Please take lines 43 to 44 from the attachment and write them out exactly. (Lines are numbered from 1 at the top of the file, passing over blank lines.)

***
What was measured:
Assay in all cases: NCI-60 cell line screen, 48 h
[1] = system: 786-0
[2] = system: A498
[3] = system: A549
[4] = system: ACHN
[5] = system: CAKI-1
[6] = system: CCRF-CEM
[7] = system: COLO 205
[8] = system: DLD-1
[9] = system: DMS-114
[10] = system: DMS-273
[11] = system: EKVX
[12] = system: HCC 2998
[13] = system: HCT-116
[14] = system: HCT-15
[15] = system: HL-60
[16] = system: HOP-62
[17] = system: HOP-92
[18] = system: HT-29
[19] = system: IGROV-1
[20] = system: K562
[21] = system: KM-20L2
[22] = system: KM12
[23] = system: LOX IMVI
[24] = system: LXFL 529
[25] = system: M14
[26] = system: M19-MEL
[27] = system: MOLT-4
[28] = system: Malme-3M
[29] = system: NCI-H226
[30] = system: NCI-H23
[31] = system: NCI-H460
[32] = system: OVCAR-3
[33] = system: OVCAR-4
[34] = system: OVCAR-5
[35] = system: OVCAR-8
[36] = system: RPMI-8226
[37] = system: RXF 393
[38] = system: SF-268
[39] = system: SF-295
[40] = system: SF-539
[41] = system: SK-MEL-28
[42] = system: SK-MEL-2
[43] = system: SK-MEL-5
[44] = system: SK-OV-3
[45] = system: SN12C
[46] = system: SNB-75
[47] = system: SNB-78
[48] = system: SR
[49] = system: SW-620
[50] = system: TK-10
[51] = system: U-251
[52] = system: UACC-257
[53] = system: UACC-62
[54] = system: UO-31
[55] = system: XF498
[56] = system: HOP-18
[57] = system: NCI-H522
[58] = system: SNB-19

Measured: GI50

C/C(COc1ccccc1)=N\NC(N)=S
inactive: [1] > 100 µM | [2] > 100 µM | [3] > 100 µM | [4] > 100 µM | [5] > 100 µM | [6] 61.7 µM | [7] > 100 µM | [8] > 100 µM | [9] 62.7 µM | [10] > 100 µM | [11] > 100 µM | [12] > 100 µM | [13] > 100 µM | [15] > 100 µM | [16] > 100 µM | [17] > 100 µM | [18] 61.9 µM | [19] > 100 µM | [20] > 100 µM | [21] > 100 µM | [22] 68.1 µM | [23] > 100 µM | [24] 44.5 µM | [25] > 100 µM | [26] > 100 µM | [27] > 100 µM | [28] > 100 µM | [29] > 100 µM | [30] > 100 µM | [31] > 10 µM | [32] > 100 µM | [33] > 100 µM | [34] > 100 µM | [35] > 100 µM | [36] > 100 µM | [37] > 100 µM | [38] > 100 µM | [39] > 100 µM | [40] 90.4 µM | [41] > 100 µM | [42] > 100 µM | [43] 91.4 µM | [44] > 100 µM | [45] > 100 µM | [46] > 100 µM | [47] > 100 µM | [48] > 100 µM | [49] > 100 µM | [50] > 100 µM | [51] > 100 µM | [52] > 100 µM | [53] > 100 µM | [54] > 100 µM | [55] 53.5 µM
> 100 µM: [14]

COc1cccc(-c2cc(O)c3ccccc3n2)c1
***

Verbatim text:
[41] = system: SK-MEL-28
[42] = system: SK-MEL-2